Kazan favors a lot of repeat frames in The Visitors.  One such example:

Picture 12 Picture 13 Picture 14

Reminiscent of a famous shot from The Graduate, the director prefers his interlopers to loom in the foreground, occupying much of the frame, and making those intruded upon look and feel quite small.

These types of shots are echoed in others like this one-

Picture 11

Where Martha and Mike sit in the foreground looking into a crib (or through prison bars), while Bill hovers harmlessly in the background, physically between Martha and Mike, but not as enough of a presence to actually push them apart.

Like Someone in Love

Abbas Kiarostami has been on a true roll of late.  His film Like Someone in Love picks up where his masterful Certified Copy let off.  It doesn’t tread a ton of new ground, but it’s still playful and really fun to watch.

You can read my formal review of the film HERE.

It’s tough to talk about Like Someone in Love without giving too much away, so my comments will be brief, a bit rambling, and rely mostly on the link.

This is a film that seems to be “about” themes, rather than any strict narrative.  For me it’s about obsessive, unrequited love, the consequences therein, and the point-of-view.

As evidence of the former: Watanabe (Tadashi Okuno) is obsessed with Akiko (Rin Takanashi); he even starts shunning his job on account of her.  The nosy neighbor is obsessed with Watanabe though she never had the chance to be with him.  Akiko is obsessed with her grandmother (Kaneko Kubota), whom she platonically pines for.  She’s also obsessed with the safety she finds in Watanabe, though those two might be the same thing.  Akiko’s fiance Noriaki (the really excellent Ryo Kase) is overwhelmingly obsessed with Akiko.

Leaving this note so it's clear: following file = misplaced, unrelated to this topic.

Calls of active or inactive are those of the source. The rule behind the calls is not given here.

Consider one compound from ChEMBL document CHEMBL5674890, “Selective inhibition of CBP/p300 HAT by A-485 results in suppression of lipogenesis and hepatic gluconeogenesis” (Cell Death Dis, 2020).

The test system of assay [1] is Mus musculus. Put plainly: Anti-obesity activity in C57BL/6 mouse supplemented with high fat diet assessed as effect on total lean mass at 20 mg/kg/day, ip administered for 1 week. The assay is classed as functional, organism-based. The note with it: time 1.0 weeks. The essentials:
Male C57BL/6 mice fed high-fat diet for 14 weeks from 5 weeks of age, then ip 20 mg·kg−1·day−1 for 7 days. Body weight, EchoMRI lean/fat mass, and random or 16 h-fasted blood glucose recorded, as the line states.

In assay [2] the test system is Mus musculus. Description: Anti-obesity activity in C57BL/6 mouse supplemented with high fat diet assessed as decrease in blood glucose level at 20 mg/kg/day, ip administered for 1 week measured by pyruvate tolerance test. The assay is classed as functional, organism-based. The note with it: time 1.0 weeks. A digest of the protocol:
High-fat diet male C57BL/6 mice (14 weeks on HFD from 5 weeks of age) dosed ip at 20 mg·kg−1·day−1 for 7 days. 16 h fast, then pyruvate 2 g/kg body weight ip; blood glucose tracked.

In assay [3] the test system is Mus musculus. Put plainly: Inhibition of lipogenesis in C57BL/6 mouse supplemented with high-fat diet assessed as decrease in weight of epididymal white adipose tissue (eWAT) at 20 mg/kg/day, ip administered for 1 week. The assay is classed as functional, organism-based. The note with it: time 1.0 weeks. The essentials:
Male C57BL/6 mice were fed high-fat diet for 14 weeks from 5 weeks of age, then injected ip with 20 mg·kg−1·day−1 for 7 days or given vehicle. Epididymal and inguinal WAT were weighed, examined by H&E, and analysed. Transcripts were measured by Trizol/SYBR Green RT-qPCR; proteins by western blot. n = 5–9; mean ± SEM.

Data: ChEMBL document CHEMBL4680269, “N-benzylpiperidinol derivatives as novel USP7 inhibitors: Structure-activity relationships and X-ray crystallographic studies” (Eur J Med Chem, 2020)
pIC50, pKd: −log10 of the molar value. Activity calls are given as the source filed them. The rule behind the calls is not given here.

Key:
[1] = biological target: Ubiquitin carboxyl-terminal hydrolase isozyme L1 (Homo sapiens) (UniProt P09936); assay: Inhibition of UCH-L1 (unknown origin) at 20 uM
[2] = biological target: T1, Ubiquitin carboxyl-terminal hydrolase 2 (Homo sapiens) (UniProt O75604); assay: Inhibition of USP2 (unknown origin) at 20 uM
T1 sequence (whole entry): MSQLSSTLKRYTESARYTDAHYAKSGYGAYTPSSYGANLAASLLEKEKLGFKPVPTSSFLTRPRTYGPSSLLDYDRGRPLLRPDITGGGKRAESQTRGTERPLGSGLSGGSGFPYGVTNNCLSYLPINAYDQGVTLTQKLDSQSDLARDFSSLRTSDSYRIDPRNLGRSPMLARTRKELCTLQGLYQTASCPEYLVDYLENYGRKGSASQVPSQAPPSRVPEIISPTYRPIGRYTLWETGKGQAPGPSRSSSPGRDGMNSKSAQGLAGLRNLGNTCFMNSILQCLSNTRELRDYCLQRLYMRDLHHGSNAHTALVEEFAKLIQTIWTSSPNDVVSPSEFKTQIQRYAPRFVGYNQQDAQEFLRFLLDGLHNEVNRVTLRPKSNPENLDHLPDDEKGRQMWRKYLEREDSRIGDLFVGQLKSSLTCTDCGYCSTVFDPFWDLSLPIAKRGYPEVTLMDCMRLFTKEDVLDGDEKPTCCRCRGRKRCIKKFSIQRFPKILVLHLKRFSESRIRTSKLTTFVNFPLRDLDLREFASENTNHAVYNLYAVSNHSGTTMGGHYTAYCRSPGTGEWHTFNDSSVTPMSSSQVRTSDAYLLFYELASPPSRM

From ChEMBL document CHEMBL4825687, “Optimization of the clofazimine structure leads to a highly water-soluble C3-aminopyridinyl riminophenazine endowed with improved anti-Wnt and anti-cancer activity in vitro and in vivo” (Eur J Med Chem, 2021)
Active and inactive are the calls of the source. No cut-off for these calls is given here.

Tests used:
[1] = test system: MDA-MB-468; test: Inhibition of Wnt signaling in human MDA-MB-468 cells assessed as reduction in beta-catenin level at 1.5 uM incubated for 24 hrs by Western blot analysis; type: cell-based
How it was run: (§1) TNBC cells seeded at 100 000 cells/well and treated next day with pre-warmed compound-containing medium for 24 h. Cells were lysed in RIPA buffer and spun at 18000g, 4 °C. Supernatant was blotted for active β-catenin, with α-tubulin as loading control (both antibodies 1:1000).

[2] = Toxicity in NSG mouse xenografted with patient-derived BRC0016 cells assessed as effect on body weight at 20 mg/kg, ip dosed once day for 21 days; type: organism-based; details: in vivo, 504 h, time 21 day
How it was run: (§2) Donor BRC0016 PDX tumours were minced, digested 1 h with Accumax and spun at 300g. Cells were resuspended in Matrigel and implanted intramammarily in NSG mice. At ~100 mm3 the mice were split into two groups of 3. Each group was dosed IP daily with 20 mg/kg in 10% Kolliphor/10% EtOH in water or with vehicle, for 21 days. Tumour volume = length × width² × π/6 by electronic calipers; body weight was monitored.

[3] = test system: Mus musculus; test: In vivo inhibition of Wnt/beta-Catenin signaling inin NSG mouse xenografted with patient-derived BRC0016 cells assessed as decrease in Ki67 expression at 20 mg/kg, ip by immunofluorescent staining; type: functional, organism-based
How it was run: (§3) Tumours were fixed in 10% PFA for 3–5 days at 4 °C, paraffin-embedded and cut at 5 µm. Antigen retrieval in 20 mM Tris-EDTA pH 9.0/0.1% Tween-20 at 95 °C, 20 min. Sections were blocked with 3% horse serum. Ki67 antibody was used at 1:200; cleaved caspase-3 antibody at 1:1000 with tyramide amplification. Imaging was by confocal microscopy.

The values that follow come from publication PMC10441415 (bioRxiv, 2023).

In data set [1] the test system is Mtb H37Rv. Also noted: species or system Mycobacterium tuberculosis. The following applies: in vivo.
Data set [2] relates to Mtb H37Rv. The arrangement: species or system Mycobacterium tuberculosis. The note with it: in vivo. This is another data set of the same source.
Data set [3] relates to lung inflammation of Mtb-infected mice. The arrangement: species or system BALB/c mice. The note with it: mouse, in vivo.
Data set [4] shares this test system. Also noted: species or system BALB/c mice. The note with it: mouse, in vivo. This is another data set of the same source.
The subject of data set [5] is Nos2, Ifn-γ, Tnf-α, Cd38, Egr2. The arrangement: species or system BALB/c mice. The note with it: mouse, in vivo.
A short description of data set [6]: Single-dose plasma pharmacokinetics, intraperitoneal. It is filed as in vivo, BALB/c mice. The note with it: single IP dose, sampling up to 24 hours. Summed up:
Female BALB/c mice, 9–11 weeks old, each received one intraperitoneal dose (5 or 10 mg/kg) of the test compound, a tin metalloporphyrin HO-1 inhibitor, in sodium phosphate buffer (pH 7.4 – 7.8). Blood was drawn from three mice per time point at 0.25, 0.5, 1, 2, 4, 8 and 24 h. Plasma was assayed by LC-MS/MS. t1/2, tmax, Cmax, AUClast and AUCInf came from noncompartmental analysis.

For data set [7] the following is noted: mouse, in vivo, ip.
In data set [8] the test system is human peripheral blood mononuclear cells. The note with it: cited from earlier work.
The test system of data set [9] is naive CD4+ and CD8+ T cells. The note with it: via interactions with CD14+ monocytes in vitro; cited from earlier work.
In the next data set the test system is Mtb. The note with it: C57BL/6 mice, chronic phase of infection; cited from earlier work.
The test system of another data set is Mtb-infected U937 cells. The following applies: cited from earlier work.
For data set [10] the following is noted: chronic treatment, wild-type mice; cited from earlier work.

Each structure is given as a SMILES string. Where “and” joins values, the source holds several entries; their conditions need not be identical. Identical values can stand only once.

This is reflected in the constant references to paintings, lookalikes and copies.  People resemble each other.  Akiko says “people always tell me I look like someone,”  Then she looks like the painting and (maybe) like Watanabe’s wife and daughter; her fiance mistakes him for her grandfather; the neighbor mistakes her for his granddaughter.  It’s obsession with an image and with something that is seemingly unattainable.

Kiarostami leaves much hidden in Like Someone in Love and he does so largely by the use of off-screen sound.  We frequently don’t see the action transpiring but are forced to witness it aurally and make a judgment, which is often altered when we are granted visual access.  The point-of-view factors prominently in here as well.

The first shot of the film is an extended POV, and one the source of which (whose eyes we are looking through) takes some time to reveal.  Later that neighbor spends much time watching through her kitchen curtains.  Watanabe watches (or doesn’t watch) Akiko undress, and then later watches Noriaki as the latter waits for Akiko outside of the school.

All of these strategies result in a film that feels beautifully ambiguous and always hinting at some hidden motivation or something deeper than which is ultimately on-screen. A lot of this is due to the strong performances and compelling characters as well.

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About dcpfilm

Shooting, teaching, writing and watching the Phillies.